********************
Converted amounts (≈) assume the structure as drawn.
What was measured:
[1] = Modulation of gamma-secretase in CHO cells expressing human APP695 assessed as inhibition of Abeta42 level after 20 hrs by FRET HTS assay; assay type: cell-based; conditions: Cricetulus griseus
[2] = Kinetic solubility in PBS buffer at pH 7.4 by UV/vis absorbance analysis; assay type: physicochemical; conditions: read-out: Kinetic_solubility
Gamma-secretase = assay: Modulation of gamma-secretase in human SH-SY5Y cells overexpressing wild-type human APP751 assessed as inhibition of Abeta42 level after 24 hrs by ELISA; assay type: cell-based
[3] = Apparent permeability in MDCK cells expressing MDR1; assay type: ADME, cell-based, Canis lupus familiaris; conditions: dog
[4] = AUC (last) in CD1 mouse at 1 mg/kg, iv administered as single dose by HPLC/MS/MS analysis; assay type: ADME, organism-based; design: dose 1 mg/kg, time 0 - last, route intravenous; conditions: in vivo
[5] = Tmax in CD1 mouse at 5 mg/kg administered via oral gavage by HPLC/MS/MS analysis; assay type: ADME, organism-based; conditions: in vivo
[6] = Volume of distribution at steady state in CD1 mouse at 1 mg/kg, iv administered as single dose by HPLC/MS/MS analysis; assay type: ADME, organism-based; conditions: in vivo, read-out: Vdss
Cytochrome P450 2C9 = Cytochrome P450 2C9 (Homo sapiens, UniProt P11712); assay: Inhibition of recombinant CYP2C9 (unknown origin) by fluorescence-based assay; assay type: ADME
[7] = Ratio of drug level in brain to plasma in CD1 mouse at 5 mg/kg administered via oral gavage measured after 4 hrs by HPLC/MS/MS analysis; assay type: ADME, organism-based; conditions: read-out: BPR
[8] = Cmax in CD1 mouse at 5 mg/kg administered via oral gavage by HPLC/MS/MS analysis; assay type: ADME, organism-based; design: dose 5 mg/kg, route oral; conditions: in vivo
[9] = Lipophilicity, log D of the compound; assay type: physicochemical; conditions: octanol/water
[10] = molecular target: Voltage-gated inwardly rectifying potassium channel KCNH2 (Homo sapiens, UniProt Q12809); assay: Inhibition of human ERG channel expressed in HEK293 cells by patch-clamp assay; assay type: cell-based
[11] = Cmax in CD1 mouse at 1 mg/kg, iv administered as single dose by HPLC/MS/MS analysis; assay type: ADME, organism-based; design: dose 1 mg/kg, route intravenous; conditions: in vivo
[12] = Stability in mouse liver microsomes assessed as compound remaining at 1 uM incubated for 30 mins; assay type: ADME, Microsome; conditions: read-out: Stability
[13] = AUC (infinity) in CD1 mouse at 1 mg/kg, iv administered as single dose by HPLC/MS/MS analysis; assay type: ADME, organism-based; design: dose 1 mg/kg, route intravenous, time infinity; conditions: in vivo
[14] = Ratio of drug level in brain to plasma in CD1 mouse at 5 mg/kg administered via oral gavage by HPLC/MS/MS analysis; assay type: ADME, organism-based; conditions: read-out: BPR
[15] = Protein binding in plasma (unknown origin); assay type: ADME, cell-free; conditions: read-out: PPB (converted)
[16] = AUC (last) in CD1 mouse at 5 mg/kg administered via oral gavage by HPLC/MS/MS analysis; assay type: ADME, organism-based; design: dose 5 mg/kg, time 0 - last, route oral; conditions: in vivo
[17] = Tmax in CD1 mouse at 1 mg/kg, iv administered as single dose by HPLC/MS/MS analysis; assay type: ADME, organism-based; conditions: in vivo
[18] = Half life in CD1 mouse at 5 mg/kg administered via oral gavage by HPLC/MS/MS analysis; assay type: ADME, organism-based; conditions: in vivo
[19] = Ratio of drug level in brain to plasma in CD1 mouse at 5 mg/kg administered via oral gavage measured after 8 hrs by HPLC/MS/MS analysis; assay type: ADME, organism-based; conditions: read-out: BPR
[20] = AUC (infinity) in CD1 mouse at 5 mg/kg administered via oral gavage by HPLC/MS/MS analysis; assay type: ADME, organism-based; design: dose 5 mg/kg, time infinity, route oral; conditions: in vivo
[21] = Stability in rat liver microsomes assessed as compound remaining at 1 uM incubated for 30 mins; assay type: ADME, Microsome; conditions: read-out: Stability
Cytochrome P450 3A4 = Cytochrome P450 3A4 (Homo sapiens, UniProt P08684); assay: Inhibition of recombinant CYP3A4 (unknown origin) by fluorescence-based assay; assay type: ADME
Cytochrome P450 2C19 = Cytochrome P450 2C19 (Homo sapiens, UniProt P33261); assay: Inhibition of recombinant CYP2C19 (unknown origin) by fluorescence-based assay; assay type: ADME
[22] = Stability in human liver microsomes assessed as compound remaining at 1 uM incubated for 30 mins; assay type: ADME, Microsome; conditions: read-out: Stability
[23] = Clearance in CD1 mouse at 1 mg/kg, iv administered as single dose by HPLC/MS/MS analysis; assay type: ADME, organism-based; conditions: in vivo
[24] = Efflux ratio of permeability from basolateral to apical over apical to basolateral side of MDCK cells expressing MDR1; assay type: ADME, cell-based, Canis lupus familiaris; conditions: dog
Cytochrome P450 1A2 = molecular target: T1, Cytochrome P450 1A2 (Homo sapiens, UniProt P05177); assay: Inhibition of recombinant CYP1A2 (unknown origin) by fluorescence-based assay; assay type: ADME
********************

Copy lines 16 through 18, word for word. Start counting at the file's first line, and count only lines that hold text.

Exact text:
[12] = Stability in mouse liver microsomes assessed as compound remaining at 1 uM incubated for 30 mins; assay type: ADME, Microsome; conditions: read-out: Stability
[13] = AUC (infinity) in CD1 mouse at 1 mg/kg, iv administered as single dose by HPLC/MS/MS analysis; assay type: ADME, organism-based; design: dose 1 mg/kg, route intravenous, time infinity; conditions: in vivo
[14] = Ratio of drug level in brain to plasma in CD1 mouse at 5 mg/kg administered via oral gavage by HPLC/MS/MS analysis; assay type: ADME, organism-based; conditions: read-out: BPR